There are plenty of single parents who use their kids to get out of almost every obligation. Even obligations to themselves, for say… exercise, dating, or taking responsibility for their own actions. It’s not something I’m proud of, but as a single dad I’ve done it.
If you’re single parent getting back into the dating scene, you tend to get a pass on certain behaviors that other daters don’t. For example, it’s considered pretty rude to constantly check or answer your phone when you’re on a date. But if you’re a single parent, it’s totally understandable. So go ahead, answer your phone.
But don’t take too much advantage of your single parent status.
Here are four normal dating situations that come up when you’re a single parent and how to respond to them in a way that’s respectful to your date, yourself, and your children.
Situation 1: The Crisis
As any parent knows, things come up. If you’re on a date and you get a call or text that something serious is going on, then of course you should respond. If I get a call and determine that the issue is a crisis that requires a response, I will apologize to my date, explain the situation briefly, and respond with a text or phone call. From that point on, I treat the situation like an unexpected emergency. Everyone’s agenda and desires take a backseat to responding to the emergency. If your date is any kind of decent human being, they’ll understand.
Situation 2: Handling Requests
Chances are, at some point in your budding relationship you’ll receive a request from one of the kids or your ex while on a date. You know the type of stuff I’m talking about… “Dad can I go home with Kate after school today?” or “Can you pick up Tony from baseball?” Depending on the situation, you can choose to ignore the request or respond. If you ignore the request, you need to have a discussion with your kid or your former spouse about how they need to ask you the night before if you’ve already set up plans. Both your kids and your ex should respect your time with this new person in your life, but in the day-to-day shuffle of life they may not realize the situation they’re putting you in. Their request is not a crisis, and if you ignore it no one will be hurt. They may be frustrated or inconvenienced, but not hurt.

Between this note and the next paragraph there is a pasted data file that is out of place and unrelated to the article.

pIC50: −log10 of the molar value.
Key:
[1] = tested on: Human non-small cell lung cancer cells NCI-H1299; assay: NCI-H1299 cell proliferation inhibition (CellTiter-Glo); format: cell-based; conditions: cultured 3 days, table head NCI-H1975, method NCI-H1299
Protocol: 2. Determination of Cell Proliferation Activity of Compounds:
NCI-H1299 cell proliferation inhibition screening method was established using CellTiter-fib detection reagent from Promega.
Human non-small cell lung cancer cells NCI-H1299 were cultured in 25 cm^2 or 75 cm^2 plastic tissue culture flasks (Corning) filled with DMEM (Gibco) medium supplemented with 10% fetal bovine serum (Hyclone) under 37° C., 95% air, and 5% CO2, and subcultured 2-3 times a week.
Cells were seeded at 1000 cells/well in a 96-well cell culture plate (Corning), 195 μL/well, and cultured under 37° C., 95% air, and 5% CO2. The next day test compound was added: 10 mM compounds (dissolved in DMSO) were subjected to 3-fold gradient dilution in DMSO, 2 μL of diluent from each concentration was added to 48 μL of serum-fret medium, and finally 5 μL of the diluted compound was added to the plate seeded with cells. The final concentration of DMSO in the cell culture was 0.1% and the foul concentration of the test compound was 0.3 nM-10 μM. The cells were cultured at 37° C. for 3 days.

Situation 3: The Ex Falls Through
“Dad, I need someone to pick me up after the cross-country meet and I can’t get Mom to pick up her phone.” Hey, things happen. We make mistakes. And between strained ex-parents, there can be some manipulation and control going on but let’s assume the best. In this scenario, the kid needs a ride. Whatever the situation, one parent is incommunicado (a problem that might need to be addressed at a different time) and a solution needs to be provided. “Okay, count on me to be there if we can’t get your Mom to respond. I’ll keep trying her, and you do the same. But of course, go to your cross-country race, we will figure it out.”
Situation 4: Using the Kids as an Excuse
Kids can be an excuse to get out of anything. Sorry, but it’s true. If you’re a divorced parent who’s always breaking plans because your kid is sick, getting an award, has a recital, or whatever else it is… You’re telling the other person that they’re not a priority. Don’t let your kids become an excuse. Kids can be the easy way out. I’ve done it.
When used in a relationship, kids can also be used as a way to recover from a mistake of some sort. “I’m sorry I didn’t call you last night. The kids got home and all hell broke loose.” That might be okay if your call was just a check-in. But if you were scheduled to talk about something serious or if you’re using that excuse all the time, you might not be taking responsibility for how you’re treating the other person.
As a single dad, I’m just now entering a new relationship with a woman who doesn’t have kids and I can feel the pull. But never use your kids as an excuse. And don’t make your kids the reason not to explore a new life, a new relationship, and the new intimacies that may open up for you.
John McElhenney is a single dad who lives and writes in Austin, Texas. He is known for his fearless writing at The Whole Parent blog. John contributes to national publications and his book, Single Dad Seeks: Dating Again After Divorce is available on Amazon. For more information visit www.wholeparent.org.